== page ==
HD 17156 at inferior conjunction (right now!)
It’s 01:58 UT Sep. 10, and HD 17156 has moved into its transit window. Hopefully photometric transit observers across Europe have clear skies. If you’re collecting data, drop us a note on the comments page!
Sep 09, 2007 Europe Satellite Map Source.
Most of California looks pretty good for catching the latter part of the transit window once it gets dark tonight. I was up on Mt. Hamilton last night, and even though it was clear, there was a strong smell of smoke in the air. Bits of gray ash from the nearby forest fires were floating down like snow, and so they couldn’t open the dome of the 36-inch.
The odds of a HD 17156 transit are 10.9%, so its best not to get hopes up too high. Its always good to have the next candidate ready to go, and as luck has it, there’s another good one in the hopper.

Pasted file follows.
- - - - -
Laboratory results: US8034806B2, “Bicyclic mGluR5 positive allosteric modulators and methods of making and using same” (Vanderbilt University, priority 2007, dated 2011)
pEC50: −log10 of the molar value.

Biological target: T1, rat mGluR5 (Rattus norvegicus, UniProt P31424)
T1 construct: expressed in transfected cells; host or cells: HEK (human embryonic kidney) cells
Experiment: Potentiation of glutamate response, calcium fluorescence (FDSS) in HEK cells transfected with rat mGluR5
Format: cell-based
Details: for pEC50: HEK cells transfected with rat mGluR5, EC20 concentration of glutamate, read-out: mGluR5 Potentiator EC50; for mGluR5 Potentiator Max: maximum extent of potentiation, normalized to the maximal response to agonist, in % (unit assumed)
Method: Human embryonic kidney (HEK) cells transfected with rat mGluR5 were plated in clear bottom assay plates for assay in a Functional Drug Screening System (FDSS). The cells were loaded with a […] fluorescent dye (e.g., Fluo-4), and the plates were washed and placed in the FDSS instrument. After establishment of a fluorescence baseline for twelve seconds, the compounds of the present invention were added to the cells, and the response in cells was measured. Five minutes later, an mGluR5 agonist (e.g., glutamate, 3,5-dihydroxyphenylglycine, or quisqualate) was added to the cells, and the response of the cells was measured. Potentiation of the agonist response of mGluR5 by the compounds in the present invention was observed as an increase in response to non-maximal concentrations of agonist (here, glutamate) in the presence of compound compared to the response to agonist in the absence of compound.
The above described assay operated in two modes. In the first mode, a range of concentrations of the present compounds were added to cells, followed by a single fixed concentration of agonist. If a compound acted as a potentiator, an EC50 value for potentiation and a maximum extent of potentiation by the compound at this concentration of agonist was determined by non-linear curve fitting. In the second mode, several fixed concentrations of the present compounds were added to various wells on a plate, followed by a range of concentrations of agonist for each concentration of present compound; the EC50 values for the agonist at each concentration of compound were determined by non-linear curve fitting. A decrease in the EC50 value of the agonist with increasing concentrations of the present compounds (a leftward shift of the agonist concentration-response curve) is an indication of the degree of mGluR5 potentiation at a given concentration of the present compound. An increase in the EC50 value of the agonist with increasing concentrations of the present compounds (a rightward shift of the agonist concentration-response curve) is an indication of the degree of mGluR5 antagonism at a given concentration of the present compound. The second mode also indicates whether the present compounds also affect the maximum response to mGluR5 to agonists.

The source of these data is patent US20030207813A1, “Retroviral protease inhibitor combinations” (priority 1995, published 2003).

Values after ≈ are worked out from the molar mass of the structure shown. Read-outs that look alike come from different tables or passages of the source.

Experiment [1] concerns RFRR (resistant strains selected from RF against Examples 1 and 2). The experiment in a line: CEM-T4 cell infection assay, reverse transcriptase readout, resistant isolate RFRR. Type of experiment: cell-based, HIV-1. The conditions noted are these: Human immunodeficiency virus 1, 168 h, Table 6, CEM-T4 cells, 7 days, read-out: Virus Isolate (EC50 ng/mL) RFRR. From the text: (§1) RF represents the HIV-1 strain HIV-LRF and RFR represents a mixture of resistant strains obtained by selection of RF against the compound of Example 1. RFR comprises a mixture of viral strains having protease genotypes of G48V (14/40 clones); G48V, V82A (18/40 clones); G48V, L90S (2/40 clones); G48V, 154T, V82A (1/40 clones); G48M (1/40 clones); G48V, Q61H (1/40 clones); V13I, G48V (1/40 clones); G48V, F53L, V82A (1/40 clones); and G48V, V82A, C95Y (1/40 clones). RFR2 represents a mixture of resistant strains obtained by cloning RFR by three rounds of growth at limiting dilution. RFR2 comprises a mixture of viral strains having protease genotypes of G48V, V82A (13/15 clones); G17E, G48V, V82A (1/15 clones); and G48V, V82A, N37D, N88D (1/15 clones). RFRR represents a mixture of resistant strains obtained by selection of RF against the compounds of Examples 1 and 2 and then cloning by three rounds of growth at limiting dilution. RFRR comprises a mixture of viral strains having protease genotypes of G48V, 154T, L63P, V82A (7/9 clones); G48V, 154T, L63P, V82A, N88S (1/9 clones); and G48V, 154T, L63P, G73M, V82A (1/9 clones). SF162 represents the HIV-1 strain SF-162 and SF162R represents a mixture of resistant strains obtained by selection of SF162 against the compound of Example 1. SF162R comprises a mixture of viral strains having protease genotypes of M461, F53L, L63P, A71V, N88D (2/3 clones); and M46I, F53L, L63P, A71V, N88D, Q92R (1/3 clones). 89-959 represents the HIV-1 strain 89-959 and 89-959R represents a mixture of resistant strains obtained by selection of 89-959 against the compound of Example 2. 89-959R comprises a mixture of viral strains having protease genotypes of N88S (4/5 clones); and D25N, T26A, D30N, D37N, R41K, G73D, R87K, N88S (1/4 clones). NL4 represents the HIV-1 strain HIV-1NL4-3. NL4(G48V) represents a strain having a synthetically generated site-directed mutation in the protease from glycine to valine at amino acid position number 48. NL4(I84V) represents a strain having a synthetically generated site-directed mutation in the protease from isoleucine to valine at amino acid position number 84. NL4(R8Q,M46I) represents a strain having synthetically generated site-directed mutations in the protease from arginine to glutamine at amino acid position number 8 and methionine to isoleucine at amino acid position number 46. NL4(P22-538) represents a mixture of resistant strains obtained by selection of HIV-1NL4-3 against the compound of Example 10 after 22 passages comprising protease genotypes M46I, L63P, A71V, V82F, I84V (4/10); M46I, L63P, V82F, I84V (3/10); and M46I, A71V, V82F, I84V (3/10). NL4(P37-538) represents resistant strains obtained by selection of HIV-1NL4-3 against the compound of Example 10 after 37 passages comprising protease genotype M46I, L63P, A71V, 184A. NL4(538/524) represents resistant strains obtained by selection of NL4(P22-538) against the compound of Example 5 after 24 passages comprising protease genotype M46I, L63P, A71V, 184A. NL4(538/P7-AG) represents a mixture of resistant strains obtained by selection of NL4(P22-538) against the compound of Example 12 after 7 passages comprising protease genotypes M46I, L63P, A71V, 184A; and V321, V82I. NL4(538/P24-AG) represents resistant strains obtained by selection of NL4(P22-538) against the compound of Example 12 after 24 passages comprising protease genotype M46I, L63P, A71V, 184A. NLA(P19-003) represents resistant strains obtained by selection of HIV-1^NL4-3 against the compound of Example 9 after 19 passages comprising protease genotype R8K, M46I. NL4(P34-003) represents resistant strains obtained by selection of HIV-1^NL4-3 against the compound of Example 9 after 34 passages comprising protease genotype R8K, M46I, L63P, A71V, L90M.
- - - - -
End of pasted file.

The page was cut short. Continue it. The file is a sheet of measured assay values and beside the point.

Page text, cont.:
Endl et al. have published a preprint describing the discovery of a Neptune-mass planet orbiting the nearby red dwarf star Gliese 176 (aka HD 285968). This discovery is further evidence in favor of the core-accretion prediction that Neptune planets should be common around low-mass stars whereas Jovian-mass planets should be relatively rare. Endl et al.’s new planet has an orbital period of 10.24 days, an a-priori transit probability of 3%, and an expected transit depth of 0.4%. This is a low-amplitude signal, but it is nevertheless accessible to many experienced amateur astronomers. The discovery paper makes no mention of a photometric transit search, making this planet a very attractive Transitsearch.org candidate. The star is located at RA 04:43, Dec +18:57, and the next transit window is centered on Sep. 15, 2007.